The Oil and Gas Authority (OGA) in the U.K. recently announced that about 350 unsanctioned discoveries containing more than 3 billion barrels of oil equivalent (Bboe) remain in the UK Continental Shelf (UKCS). It was discovered that most small pools are in close proximity to existing infrastructure; however, some are stranded and will require novel, standalone facilities to be extracted.
According to Gordon Drummond, project director of the U,K.’s National Subsea Research Institute (NSRI), this is not just a good opportunity, it is all that remains.
“It’s ‘the’ opportunity,” he said. “We need to decide if we are going to have another cycle of oil and gas newfield development, or are we done?”
Since commercial exploitation began, the UKCS has yielded 43 Bbbl of oil, with another 6.3 Bbbl in development or under development. These unsanctioned small fields all have resources below 50 MMboe.
Carlo Procaccini, head of technology at the OGA, explained that following an extensive mapping exercise, the OGA now knows exactly where these small pools are located, and is working with NSRI and others to change the existing industry paradigms to unlock their potential.
"Technology development is key to small pools cost reduction, from reducing the cost of development wells to designing optimized subsea infrastructure and tie-backs to existing host facilities or efficient standalone concepts,” he said. "Exploited successfully, the recoverable oil and gas held in small pools offers a significant opportunity and could represent a new chapter for the UKCS.”
There are a myriad of challenges; from stranded pools distant from infrastructure, to fluids incompatible with potential hosts, and complex ownership structures. New technology and a new collaborative work ethic will be required to exploit these stranded or marginal resources.
“As an industry, we’ve looked at new technologies, we’ve looked at efficiency measures, we are working up things in terms of clusters and campaigns whereby we can exploit the economies of scale so that we can bring three or four of these pools together as one campaign and one cluster, and that’s what the whole industry’s working towards.”
But as Drummond admits, the industry, although making huge strides, is not there yet.
“If we’ve got it cracked by now, these things would be coming onstream. And they’re not, but certainly I think we are consistently improving and getting towards being collaborative and being ready to do that,” he added.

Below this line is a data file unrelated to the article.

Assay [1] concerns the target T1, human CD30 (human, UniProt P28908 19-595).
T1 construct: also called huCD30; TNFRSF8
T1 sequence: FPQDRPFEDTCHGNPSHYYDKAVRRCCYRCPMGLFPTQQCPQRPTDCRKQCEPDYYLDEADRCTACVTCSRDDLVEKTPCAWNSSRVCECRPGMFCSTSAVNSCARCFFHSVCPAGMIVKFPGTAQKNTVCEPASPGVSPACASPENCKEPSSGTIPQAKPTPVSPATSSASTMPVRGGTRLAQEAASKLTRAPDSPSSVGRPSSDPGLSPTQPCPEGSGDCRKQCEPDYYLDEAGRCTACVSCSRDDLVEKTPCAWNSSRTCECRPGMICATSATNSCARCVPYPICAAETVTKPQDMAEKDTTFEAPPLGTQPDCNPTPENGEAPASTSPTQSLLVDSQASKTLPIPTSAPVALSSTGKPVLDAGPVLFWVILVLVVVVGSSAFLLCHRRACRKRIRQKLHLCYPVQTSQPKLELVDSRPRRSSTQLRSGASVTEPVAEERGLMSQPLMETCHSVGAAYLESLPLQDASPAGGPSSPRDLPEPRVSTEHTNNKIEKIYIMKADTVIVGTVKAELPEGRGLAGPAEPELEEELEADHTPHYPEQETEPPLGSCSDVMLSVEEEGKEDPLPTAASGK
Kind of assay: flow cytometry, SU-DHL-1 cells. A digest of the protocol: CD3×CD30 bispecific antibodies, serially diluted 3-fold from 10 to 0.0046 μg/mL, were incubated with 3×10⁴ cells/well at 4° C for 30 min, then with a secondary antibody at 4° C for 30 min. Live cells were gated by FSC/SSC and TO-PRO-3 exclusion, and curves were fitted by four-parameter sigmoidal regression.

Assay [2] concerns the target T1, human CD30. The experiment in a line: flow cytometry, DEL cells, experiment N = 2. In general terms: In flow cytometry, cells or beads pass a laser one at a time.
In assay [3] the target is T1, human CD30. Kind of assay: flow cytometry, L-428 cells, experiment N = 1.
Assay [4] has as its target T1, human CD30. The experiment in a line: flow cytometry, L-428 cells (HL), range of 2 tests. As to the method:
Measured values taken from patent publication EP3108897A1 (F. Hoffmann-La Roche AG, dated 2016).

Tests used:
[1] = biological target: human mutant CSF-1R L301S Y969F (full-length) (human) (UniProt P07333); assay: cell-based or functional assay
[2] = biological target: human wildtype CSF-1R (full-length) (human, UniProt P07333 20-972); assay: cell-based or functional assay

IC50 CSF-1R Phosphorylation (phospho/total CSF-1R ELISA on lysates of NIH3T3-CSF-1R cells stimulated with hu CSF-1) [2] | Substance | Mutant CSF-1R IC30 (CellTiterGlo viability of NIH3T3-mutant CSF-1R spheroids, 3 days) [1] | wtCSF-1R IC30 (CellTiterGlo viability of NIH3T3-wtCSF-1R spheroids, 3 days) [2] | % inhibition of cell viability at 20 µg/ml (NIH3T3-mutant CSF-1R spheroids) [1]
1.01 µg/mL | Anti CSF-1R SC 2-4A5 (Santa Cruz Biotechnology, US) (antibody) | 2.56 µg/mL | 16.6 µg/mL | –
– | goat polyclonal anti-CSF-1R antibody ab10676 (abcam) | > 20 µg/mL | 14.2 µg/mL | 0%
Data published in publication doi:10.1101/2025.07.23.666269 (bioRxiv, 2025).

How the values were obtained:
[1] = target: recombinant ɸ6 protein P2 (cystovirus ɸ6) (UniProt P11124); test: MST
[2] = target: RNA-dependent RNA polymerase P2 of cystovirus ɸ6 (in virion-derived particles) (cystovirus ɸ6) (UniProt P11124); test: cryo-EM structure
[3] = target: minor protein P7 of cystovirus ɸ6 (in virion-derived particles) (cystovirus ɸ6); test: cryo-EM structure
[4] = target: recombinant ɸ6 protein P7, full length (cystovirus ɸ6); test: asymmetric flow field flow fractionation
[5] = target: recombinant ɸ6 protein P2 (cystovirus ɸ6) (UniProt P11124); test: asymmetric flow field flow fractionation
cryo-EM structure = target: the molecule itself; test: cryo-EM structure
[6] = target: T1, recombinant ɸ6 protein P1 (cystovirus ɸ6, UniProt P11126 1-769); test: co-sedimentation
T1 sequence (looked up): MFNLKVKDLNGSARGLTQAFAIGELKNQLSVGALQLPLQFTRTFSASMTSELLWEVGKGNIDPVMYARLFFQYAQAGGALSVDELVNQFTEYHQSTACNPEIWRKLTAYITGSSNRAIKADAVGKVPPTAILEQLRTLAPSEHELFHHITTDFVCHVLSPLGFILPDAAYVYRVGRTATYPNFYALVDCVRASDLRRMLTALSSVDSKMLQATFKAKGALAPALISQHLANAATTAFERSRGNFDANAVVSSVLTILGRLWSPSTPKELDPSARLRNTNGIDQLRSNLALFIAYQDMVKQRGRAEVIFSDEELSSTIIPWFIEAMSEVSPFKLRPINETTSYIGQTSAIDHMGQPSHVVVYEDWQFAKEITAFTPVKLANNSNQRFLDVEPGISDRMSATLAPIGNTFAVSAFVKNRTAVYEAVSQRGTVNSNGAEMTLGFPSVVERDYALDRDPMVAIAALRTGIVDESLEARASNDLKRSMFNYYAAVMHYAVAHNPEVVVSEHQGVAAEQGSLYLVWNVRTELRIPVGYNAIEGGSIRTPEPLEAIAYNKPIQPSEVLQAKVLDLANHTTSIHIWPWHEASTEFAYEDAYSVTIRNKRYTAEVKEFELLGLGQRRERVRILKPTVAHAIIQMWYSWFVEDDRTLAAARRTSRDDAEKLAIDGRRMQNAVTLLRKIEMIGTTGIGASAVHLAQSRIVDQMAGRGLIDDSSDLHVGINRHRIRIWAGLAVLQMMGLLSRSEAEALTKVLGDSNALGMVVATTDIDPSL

The main technology challenges faced are similar to those in other subsea fields—high pressure, high temperature and incompatible fluids. Drummond refers to these challenges as “adopt and adapt.”
“This is to adopt stuff that’s been used in other regions that somehow hasn’t had a place here,” he explained. “Then adapt existing technologies used in other industries, and we’ve brought into our industry. Then develop what we don’t know how to do, for instance, very heavy oil from a subsea well.
“There’s a number of technical challenges, but there’s also ownership problems. There’s also commercial problems in forms of disjointed ownerships, different agendas.”
He said the OGA is looking for what it calls the right assets in the right hands.
“That basically means, whoever’s got an appetite and wanted to remain in the U.K. and to make a business of it, they’ll support; and whoever doesn’t want to do that can just give it up and give it to somebody who will,” Drummond concluded. "These discoveries, while economically challenged, represent a significant potential to extend the economic life of the basin. However, what is common to them all is that they need new ways of thinking, the application of new technologies and greater collaboration to develop economic solutions. To safeguard our industry, we need to kickstart these developments.”
Mark Venables is based in the U.K.
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